He nodded but I could see questions behind his eyes.  I enlightened him before the questions could turn into suspicions.  “I know it sounds weird.  Let’s just say that I met interesting people in college that had friends and family that were just as interesting if not more so.  I never really got into Daddy’s stuff … the financial end and security and things like that … but foods and supplies was where I picked up what Mom put on the backburner when things heated up for her at work and … and on a personal level. I know how to ask for what I want – usually anyway – without creating unnecessary waves where no one wants waves.  One girl I knew had a brother and dad into finding and shipping things to people that might raise eyebrows.  Nothing illegal but sometimes you just don’t want people knowing your business.” 

He nodded after giving me the Spock eyebrow.  “There were guys in base supply that could be that shade of interesting.” 

“Yep.  Daddy will have a cow if he finds …”  I took a deep breath and pushed it to the side.  “I doubt I’ll have much access to that kind of interesting again, or at least for a long while.  Most of those folks are interesting but they aren’t fond of interesting times so will likely have found their own ‘cabin’ someplace and are taking care of them and theirs so let’s just get back on topic here.  Now on top of the grains per person I’ve been working on totals like a hundred pounds of beans and legumes, twenty pounds of dried milk, twenty pounds of cooking oils, a hundred pounds of sweeteners like honey or sugar, and twenty pounds of salt.  That’s not nearly everything but it’s the backbone of my plan.”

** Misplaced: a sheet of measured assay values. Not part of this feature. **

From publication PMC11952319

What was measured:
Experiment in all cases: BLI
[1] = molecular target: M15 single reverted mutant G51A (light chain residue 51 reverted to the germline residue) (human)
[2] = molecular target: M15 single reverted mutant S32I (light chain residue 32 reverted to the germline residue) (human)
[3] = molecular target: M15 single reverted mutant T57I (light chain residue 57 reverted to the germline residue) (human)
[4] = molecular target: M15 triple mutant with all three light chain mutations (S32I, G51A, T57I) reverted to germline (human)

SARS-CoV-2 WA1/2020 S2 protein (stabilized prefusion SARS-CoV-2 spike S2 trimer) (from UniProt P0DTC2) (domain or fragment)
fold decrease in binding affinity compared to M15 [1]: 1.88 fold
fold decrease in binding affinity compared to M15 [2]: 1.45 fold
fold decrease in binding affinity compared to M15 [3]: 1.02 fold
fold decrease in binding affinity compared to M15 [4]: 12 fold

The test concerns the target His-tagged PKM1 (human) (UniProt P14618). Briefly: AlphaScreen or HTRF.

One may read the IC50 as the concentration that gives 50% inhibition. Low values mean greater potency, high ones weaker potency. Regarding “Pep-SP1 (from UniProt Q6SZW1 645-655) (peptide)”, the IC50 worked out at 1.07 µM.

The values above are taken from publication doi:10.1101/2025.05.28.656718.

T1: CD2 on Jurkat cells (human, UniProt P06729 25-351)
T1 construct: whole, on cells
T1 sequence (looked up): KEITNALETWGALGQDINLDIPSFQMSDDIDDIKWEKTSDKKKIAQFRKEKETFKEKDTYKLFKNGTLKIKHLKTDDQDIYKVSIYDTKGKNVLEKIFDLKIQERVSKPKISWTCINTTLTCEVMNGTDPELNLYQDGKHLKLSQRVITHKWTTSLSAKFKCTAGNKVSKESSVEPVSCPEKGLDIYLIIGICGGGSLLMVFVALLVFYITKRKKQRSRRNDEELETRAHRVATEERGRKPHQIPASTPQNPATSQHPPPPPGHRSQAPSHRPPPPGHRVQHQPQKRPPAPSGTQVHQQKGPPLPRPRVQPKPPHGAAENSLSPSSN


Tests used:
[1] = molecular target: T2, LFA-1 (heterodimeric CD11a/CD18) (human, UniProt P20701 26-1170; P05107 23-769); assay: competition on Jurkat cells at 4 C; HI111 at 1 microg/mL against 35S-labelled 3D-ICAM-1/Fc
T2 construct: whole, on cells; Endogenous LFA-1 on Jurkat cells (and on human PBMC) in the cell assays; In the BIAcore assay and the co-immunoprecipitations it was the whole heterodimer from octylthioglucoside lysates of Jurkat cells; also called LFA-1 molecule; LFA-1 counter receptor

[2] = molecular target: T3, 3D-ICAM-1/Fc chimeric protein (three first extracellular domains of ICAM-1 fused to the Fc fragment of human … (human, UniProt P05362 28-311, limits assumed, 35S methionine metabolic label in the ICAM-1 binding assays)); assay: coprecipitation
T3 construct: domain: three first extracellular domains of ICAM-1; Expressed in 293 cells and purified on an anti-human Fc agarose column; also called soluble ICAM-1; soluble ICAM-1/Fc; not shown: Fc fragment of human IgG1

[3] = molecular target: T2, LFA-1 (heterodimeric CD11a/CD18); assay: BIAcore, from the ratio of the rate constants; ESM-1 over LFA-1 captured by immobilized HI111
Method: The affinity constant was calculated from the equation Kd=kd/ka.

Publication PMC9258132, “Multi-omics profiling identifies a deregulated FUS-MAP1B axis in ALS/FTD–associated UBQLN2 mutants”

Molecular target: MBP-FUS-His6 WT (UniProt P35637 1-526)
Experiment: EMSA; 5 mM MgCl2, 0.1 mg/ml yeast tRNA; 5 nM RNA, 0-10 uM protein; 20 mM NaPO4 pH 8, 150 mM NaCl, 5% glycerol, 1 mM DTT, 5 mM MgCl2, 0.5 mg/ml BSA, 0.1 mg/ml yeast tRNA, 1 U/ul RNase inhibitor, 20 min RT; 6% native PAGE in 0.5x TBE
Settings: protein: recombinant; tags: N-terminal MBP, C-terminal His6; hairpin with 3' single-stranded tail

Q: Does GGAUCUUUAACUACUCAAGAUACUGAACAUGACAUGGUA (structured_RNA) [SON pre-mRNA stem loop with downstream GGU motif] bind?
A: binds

Zane was nodding then asked, “You mind if I suggest some tweaking of that list?” 

“Go ahead.  Assuming I can get it anyway.” 

“I worked in electronics when I was in the military but some of that was following the mobile kitchens around fixing things that got broken.  Even with gas range heads and stuff like that the kitchens still pulled a lot of juice and were forever getting something farked up.  But it gave me a chance to realize that the old saying about an army travelling on its stomach was true.  MREs are fine as far as it goes but when the mobile kitchens provided something a little more home-cooked – even if it was cafeteria style – everyone was happier.  But that meant major supplies.”